Tomato Fruit Development and Metabolism
- 1Groupe de Recherche en Physiologie végétale, Earth and Life Institute, Catholic University of Louvain, Belgium
- 2Centro de Investigación en Biotecnología Agroalimentaria (BITAL), University of Almeria, Spain
- 3Institute of Agricultural Research (Chile), Chile
Tomato (Solanum lycopersicum) belongs to the Solanaceae family and.is the second most important fruit or vegetable crop next to potato (S. tuberosum). It is cultivated for fresh fruit and processed products. Tomatoes contains many health-promoting compounds including vitamins, carotenoids, and phenolic compounds. In addition to its economic and nutritional importance, tomatoes have become the model for the study of fleshy fruit development. Tomato is a climacteric fruit and dramatic metabolic changes occur during its fruit development. In this review, we provide an overview of our current understanding of tomato fruit metabolism. We begin by detailing the genetic and hormonal control of fruit development and ripening, after which we document the primary metabolism of tomato fruits, with a special focus on sugar, organic acid, and amino acid metabolism. Links between primary and secondary metabolic pathways are further highlighted by the importance of pigments, flavonoids, and volatiles for tomato fruit quality. Finally, as tomato plants are sensitive to several abiotic stresses, we briefly summarize the effects of adverse environmental conditions on tomato fruit metabolism and quality.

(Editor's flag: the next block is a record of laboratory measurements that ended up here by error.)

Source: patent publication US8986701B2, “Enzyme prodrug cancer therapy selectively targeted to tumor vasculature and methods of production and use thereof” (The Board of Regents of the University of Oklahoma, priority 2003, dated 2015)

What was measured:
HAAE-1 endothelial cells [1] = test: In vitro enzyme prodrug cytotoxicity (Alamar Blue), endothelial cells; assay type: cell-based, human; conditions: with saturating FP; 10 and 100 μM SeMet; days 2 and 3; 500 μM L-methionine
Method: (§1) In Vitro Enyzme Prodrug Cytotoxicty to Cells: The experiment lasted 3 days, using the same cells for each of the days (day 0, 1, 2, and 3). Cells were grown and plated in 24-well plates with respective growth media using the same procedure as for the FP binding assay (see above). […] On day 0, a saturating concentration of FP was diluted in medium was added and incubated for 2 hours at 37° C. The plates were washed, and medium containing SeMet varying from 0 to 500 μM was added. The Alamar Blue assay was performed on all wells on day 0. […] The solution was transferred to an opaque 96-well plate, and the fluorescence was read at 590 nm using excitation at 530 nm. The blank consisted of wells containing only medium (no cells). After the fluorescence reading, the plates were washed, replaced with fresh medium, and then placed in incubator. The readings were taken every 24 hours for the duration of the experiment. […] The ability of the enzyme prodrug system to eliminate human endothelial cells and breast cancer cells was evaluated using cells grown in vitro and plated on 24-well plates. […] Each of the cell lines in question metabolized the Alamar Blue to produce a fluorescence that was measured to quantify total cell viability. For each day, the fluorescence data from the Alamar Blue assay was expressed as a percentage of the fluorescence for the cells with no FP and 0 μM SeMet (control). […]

Keywords: abiotic stress, Fruit set, Fruit ripening, Genetic Control, hormonal control, primary metabolism, secondary metabolism, Solanum lycopersicum
Received: 31 May 2019;
Accepted: 07 Nov 2019.
Copyright: © 2019 Quinet, Angosto, Yuste-Lisbona, Blanchard-Gros, Bigot, Martinez and Lutts. This is an open-access article distributed under the terms of the Creative Commons Attribution License (CC BY). The use, distribution or reproduction in other forums is permitted, provided the original author(s) and the copyright owner(s) are credited and that the original publication in this journal is cited, in accordance with accepted academic practice. No use, distribution or reproduction is permitted which does not comply with these terms.
* Correspondence: Prof. Muriel Quinet, Catholic University of Louvain, Groupe de Recherche en Physiologie végétale, Earth and Life Institute, Louvain-la-Neuve, Belgium, email@example.com